“For true equity, you need an understanding of history.”

How history has led to structural inequality and discrimination so that you can identify and counteract how the history of the Black people is completely tied into the success of public service so that we can recognise and reward that contribution with fairness and justice and how history demands that we do better now. I am therefore passionate about a systemic approach that recognises how we must undertake action across the four aims of the integrated care system, in population health, in tackling health inequalities, in ensuring productivity, and in tackling wider determinants. And to take this action alongside our partners including our local communities. This is one of the reasons why I am so looking forward to our health and care System Wide Anti-Racist Workshop on 31 October, where we can take stock of how far we have come and what more we must do to serve and lead all of our people all of the time.”

Who has inspired you from history, and more recent history?

“Another question that challenges me as there as so many. I find that I am inspired so regularly by people who do amazing things as part of their every day. Recognising women, is the theme of Black History Month this year and so just thinking about that, I am inspired by one of my close friends who has made it her life’s work to support young women in care, I am inspired by the women I learnt so much from when growing up, I am inspired by colleagues who have and continue to support other Black women to succeed, I am inspired by those women who set up community responses to the challenges we face and I am inspired by women throughout history who have spoken out when it is difficult to do so, particularly those whose stories are not known…” 

Do you have any artists, musicians, writers or poets you’d recommend to help people expand their understanding of Black history?

“Keeping within this year’s theme I will focus on Black British women writers, and would recommend, Reni Eddo-Lodge, Zadie Smith, Bernardine Evaristo, Irenosen Okoje, Andrea Levy, Patience Agbabi, and a sister to read with your daughters, Malorie Blackman.”

Marie Gabriel CBE, is one of the leading NHS figures in London. She is chair of NHS North East London and North East London Health and Care Partnership, and is also the first chair of the NHS Race and Health Observatory as well as chair of NHS North East London, co-chair of the London People Board and a member of the Mayor of London’s Health Board.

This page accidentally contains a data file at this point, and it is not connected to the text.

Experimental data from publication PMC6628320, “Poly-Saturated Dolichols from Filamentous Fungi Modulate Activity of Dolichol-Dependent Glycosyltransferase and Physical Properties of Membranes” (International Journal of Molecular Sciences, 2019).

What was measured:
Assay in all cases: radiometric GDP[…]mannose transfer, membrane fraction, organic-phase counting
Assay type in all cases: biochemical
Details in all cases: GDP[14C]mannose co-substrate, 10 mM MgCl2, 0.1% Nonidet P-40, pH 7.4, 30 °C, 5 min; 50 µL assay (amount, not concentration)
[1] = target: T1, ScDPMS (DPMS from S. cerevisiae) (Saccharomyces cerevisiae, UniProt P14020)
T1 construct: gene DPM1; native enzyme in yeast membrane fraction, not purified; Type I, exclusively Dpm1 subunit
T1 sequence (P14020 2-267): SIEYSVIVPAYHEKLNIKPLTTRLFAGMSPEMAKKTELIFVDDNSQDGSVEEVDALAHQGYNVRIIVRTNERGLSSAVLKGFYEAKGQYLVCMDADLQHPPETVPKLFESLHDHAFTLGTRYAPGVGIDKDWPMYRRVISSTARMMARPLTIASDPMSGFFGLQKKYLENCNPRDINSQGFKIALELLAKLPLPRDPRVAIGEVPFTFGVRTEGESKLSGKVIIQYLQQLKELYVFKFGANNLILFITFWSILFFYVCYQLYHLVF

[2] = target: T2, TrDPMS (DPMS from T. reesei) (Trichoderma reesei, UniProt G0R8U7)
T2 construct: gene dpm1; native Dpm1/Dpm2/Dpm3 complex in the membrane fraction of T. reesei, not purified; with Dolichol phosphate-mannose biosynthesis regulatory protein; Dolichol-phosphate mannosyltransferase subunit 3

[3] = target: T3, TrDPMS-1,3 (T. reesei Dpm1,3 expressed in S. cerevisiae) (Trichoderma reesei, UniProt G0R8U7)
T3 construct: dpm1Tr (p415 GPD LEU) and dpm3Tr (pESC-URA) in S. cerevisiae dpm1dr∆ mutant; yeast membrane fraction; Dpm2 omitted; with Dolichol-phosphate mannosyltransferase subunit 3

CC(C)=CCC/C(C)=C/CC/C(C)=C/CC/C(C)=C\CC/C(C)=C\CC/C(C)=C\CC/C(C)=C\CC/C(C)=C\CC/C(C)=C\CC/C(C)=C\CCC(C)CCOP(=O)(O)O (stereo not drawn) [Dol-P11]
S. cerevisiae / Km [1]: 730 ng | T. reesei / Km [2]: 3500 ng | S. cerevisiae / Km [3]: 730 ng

Find out more about what we’re doing to tackle health inequality in north east London.

Winter planning in north east London

Winter is a time of increased pressure for people working across health and care as cold weather affects people with existing health conditions and illnesses like flu and Covid spread.

As an integrated care system, we work throughout the year to build our resilience and plan for periods of increased demand.

The challenges are complex and can only be addressed by working together across the NHS and with local authorities and the voluntary and community sector. We have been bringing key system stakeholders and leaders together to discuss what we already have in place, how we can learn from each other and where we need to strengthen our collaborative efforts.

NHS North East London is working with Place Partnerships and Collaboratives to coordinate this winter and beyond through a new clinically led and proactive system coordination centre (SCC) that involves everyone, including hospitals, GPs, LAS, community care and more.

Our approach is focused on keeping people well; helping people get the right treatments in the right place earlier; be seen more quickly in an emergency; and get home again promptly where they have had to be admitted.

We are doing this in a number of ways, including things like: helping people understand and then get to the right services for minor illnesses; vaccinating as many eligible people as possible; and improving take up of community-based interventions to ensure improved access to emergency provision for those in the greatest need.

We are working to reduce avoidable admissions to hospitals with things like more appointments in primary care and virtual wards for frailty and respiratory illnesses; and we are improving hospital patient flow, particularly around mental health admissions, ambulance handovers and better discharge pathways back into the community.

You can help support our work by supporting our communications campaign to help people access the right NHS care and directing people to https://northeastlondon.icb.nhs.uk/urgentcare and you can reshare posts from our Facebook, Twitter, and LinkedIn accounts.

New digital tool aims to drive maternity service equality in north east London

People using maternity services in north east London will be encouraged to play a greater role in their care with the rollout of a new digital tool designed to reduce health inequalities.      

CardMedic – an award-winning app and website system which translates common clinical conversations into different languages and formats – will be used to make care more personalised, improve communication with medical staff and boost safety.